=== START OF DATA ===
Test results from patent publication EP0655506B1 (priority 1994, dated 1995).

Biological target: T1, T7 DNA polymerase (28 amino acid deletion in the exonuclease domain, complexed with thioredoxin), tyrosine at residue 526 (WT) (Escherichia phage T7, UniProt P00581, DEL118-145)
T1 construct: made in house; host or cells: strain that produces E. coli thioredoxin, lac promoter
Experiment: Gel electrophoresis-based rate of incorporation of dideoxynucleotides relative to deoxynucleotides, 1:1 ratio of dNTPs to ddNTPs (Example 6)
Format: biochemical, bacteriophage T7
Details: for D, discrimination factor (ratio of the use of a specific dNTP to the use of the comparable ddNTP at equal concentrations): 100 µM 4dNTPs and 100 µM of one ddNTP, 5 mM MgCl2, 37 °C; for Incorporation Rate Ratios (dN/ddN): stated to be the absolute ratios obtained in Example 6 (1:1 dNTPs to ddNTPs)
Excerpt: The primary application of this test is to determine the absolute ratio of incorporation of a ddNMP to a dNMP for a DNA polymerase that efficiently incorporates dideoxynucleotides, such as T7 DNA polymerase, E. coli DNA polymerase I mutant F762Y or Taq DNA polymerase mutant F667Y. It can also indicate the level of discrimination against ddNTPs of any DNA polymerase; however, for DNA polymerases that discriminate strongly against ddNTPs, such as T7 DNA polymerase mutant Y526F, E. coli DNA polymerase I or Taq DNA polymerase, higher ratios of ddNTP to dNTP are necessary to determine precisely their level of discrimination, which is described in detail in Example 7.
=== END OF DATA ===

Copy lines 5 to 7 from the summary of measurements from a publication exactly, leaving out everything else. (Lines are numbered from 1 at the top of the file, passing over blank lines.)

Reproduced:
Format: biochemical, bacteriophage T7
Details: for D, discrimination factor (ratio of the use of a specific dNTP to the use of the comparable ddNTP at equal concentrations): 100 µM 4dNTPs and 100 µM of one ddNTP, 5 mM MgCl2, 37 °C; for Incorporation Rate Ratios (dN/ddN): stated to be the absolute ratios obtained in Example 6 (1:1 dNTPs to ddNTPs)
Excerpt: The primary application of this test is to determine the absolute ratio of incorporation of a ddNMP to a dNMP for a DNA polymerase that efficiently incorporates dideoxynucleotides, such as T7 DNA polymerase, E. coli DNA polymerase I mutant F762Y or Taq DNA polymerase mutant F667Y. It can also indicate the level of discrimination against ddNTPs of any DNA polymerase; however, for DNA polymerases that discriminate strongly against ddNTPs, such as T7 DNA polymerase mutant Y526F, E. coli DNA polymerase I or Taq DNA polymerase, higher ratios of ddNTP to dNTP are necessary to determine precisely their level of discrimination, which is described in detail in Example 7.